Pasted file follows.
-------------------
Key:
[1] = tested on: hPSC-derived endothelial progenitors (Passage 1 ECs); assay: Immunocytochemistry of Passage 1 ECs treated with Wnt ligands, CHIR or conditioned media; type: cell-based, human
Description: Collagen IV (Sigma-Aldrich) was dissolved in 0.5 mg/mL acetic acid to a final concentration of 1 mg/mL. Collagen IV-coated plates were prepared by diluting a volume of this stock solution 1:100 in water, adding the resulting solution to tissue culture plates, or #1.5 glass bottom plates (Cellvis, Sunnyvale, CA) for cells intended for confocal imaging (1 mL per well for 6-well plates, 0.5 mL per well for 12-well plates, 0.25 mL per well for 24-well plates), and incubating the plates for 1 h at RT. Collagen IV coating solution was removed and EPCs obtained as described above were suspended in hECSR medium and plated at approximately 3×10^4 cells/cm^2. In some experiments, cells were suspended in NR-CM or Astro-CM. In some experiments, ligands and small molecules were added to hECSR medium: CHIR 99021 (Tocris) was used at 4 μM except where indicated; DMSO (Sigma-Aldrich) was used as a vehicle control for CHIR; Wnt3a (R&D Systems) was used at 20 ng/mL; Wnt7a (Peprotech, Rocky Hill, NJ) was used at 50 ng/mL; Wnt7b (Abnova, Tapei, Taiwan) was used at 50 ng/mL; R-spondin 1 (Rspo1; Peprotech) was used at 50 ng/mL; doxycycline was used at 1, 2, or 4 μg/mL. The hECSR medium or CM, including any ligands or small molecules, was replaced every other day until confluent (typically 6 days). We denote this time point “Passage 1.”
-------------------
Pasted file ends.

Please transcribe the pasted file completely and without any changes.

Key:
[1] = tested on: hPSC-derived endothelial progenitors (Passage 1 ECs); assay: Immunocytochemistry of Passage 1 ECs treated with Wnt ligands, CHIR or conditioned media; type: cell-based, human
Description: Collagen IV (Sigma-Aldrich) was dissolved in 0.5 mg/mL acetic acid to a final concentration of 1 mg/mL. Collagen IV-coated plates were prepared by diluting a volume of this stock solution 1:100 in water, adding the resulting solution to tissue culture plates, or #1.5 glass bottom plates (Cellvis, Sunnyvale, CA) for cells intended for confocal imaging (1 mL per well for 6-well plates, 0.5 mL per well for 12-well plates, 0.25 mL per well for 24-well plates), and incubating the plates for 1 h at RT. Collagen IV coating solution was removed and EPCs obtained as described above were suspended in hECSR medium and plated at approximately 3×10^4 cells/cm^2. In some experiments, cells were suspended in NR-CM or Astro-CM. In some experiments, ligands and small molecules were added to hECSR medium: CHIR 99021 (Tocris) was used at 4 μM except where indicated; DMSO (Sigma-Aldrich) was used as a vehicle control for CHIR; Wnt3a (R&D Systems) was used at 20 ng/mL; Wnt7a (Peprotech, Rocky Hill, NJ) was used at 50 ng/mL; Wnt7b (Abnova, Tapei, Taiwan) was used at 50 ng/mL; R-spondin 1 (Rspo1; Peprotech) was used at 50 ng/mL; doxycycline was used at 1, 2, or 4 μg/mL. The hECSR medium or CM, including any ligands or small molecules, was replaced every other day until confluent (typically 6 days). We denote this time point “Passage 1.”